• “My kids D’s both had an animal Toy, it went home with a child for a week with a journal. Each child wrote a journal entry with a drawn picture or photo. This was a great thing. My daughter is about to graduate year 6 and the kids that are still at the school are receiving a copy of their page as a grad present” – Emma-Louise (Ed’s note: Love this!)
  • “Our school has one year 1 class that has a budgie class pet it goes home with a child every day, weekend and holidays. We are at a Brisbane State School they’ve had it for years” – Trisha
  • “My son’s prep class had a budgie and each weekend/holidays it would go home with a different family. My son is now gr3 and his class has a Siamese Fighting fish” – Karen
  • “Fish” – Kelli
  • “I’d go with a nondescript fish that is easily replaceable or maybe an ant farm” – Chantelle
  • “My son had mice, a blue tongue lizard, hermit crabs and guinea pigs at his old kindy – he loved it!! They always took turns feeding and caring for them” – Tania
  • “Our kindy class has stick insects, the kids love them” – Myah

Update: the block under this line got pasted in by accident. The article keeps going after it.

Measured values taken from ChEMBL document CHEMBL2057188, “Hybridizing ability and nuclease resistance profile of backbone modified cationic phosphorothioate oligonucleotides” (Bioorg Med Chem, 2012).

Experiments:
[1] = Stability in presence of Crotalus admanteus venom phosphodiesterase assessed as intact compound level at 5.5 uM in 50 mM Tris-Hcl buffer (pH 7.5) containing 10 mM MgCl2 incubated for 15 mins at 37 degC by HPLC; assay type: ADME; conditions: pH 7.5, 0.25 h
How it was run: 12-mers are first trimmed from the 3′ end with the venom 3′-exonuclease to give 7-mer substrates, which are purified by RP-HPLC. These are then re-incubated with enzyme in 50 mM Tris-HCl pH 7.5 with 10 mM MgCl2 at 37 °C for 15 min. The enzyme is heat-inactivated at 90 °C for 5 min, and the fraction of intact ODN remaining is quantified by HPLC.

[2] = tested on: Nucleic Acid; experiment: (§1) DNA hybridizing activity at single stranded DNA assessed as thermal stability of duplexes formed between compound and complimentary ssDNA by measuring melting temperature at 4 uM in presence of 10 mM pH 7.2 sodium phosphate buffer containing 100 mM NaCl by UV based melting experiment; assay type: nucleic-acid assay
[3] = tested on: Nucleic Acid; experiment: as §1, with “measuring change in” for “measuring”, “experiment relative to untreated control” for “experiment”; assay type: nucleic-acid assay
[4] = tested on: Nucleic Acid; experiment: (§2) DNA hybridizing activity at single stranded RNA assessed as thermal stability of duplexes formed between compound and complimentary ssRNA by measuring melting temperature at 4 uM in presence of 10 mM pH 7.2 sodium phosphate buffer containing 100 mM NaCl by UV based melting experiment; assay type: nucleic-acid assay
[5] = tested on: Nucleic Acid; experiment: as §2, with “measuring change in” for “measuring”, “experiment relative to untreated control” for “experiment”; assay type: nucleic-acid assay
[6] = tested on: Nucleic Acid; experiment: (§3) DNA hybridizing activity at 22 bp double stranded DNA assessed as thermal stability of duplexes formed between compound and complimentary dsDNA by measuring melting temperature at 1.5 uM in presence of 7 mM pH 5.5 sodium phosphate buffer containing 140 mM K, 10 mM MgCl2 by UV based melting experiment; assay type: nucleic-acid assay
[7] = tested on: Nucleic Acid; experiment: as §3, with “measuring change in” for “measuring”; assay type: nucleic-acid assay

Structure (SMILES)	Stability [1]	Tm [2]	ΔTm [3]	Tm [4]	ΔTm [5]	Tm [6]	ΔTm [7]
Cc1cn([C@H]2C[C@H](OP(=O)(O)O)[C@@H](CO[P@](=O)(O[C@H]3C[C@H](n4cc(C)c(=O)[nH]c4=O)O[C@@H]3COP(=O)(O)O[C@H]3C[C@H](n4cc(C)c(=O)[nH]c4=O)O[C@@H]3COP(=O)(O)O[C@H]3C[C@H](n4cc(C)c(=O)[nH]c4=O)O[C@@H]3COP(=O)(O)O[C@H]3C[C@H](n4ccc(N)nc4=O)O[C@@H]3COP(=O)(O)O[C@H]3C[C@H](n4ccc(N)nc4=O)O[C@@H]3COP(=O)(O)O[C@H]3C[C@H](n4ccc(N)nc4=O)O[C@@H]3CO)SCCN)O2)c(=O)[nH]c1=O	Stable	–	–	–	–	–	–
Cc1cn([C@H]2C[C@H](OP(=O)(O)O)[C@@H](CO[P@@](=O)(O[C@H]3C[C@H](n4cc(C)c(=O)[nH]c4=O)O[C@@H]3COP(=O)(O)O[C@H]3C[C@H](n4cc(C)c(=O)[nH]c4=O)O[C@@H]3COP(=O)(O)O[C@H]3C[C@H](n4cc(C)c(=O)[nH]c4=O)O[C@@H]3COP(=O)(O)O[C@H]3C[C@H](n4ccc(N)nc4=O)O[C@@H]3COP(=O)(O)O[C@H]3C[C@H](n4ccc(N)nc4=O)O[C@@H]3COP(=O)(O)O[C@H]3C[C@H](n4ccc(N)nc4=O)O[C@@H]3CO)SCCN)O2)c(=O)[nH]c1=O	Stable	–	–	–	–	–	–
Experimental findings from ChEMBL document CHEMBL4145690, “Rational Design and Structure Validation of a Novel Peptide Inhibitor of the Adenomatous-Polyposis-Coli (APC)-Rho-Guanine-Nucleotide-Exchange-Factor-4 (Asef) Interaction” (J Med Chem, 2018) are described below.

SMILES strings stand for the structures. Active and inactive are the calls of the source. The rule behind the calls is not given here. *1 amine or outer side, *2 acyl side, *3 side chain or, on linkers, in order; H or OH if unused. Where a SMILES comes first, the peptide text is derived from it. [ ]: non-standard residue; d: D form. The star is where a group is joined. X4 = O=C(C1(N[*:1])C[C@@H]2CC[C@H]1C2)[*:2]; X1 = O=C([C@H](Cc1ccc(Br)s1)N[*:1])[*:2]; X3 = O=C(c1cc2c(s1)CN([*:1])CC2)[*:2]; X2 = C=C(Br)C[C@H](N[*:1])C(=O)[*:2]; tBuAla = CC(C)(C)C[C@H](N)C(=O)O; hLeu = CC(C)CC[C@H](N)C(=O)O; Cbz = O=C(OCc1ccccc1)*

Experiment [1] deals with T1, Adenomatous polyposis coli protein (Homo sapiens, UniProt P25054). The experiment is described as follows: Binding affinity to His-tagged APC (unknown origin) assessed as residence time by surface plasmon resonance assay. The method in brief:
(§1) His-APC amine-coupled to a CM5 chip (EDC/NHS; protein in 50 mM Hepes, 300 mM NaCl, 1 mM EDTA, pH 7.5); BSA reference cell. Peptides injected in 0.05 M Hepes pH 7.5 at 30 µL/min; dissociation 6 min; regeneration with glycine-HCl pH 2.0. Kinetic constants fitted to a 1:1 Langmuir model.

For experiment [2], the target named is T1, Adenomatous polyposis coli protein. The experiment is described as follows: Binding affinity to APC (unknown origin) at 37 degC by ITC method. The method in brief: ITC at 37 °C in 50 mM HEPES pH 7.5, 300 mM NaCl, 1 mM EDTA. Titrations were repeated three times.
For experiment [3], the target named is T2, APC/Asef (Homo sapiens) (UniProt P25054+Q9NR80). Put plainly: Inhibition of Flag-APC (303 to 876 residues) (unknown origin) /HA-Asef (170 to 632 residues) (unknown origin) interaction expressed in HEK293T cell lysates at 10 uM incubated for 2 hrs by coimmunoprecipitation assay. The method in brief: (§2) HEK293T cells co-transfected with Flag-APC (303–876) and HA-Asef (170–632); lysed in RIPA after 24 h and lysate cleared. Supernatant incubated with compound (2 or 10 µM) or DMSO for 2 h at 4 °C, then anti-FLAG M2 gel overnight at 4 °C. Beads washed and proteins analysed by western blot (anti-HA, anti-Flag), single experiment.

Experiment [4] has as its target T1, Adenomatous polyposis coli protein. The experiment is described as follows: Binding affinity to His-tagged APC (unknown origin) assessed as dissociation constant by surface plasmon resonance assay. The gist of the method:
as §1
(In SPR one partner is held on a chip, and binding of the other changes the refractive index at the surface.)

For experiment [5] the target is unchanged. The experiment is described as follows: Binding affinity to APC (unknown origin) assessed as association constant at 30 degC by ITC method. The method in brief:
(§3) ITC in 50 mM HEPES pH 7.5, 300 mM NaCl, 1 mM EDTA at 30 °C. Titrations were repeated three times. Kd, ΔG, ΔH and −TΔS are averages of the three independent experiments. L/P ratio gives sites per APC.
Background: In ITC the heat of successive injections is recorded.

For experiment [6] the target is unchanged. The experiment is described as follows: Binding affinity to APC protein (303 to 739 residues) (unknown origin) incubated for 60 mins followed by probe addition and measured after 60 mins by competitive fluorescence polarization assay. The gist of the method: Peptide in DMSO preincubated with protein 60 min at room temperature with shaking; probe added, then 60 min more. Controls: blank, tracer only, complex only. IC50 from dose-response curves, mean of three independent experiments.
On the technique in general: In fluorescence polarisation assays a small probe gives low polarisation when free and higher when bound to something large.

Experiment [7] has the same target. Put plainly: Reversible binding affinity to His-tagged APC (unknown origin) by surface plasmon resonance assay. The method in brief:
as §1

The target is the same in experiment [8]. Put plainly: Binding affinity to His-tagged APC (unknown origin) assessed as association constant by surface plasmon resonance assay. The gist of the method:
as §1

• “Mexican walking fish – lives in a fish tank. Students are on a cleaning and feeding roster of the tank. Cleaning the tank is easy – just get those magnetic cleaners – kids love them – like white board dusters but there is a magnetic one on the inside of the tank and it follows the outside cleaner. The fish is very interesting – walks on bottom of Fisk tank and swims. Has whiskers like a cat fish. Low maintenance” – Rachel
  • “Rats are great pets and are quite clean” – Grey

Class Pets – your thoughts?

Pets are, as we know, fabulous for the fostering of empathy and caring in our children. However, taking on a class pet becomes a whole new shared responsibility. There’s a lot of opportunity for things to go wrong and you should NEVER put an animal in any kind of danger or stress.

The jury’s out in our office but what do you think? Is it a good idea to keep class pets?

If you’re looking for a small pet for your home, check out our guide to pocket pets for kids! Or if you are on the hunt for the best dog for your family, we know that too!

Photo of author

Janine Mergler

Janine Mergler is a veteran Queensland teacher, graduating from QUT with a BEd majoring in Social Sciences. After many years in the classroom, Janine moved on to academia. She has proudly trained new generations of teachers in her role as a lecturer at Queensland University of Technology Faculty of Education. She has also worked in the Queensland Government as an education specialist, developing education resources and delivering community awareness programs to help families conserve water. Currently she is the owner and editor of Families Magazine, a publication specifically targeted at parents who value a quality education for children.  Janine leads a team of professionals who write about family lifestyle, early childhood, schools and education information and family-friendly events.